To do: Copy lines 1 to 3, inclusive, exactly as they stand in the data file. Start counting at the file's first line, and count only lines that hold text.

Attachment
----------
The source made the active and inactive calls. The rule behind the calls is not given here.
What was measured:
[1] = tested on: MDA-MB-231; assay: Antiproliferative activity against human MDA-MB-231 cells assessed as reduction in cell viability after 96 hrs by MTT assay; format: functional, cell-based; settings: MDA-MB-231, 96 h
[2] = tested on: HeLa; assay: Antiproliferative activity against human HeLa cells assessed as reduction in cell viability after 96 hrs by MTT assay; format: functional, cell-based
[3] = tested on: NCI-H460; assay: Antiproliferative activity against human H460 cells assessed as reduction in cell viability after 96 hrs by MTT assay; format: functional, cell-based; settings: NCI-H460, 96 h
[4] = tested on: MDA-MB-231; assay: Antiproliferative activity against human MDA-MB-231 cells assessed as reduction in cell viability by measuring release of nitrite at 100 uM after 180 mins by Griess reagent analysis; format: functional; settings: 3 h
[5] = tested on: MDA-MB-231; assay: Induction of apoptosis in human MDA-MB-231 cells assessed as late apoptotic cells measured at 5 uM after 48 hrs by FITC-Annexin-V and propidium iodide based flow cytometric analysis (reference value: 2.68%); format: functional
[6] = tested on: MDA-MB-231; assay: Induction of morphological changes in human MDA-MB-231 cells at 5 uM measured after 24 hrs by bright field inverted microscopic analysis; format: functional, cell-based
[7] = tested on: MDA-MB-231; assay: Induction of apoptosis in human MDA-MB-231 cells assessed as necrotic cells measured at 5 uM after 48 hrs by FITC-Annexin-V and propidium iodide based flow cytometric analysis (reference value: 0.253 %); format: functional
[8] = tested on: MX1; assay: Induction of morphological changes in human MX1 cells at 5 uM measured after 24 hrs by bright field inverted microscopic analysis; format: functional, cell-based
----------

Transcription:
The source made the active and inactive calls. The rule behind the calls is not given here.
What was measured:
[1] = tested on: MDA-MB-231; assay: Antiproliferative activity against human MDA-MB-231 cells assessed as reduction in cell viability after 96 hrs by MTT assay; format: functional, cell-based; settings: MDA-MB-231, 96 h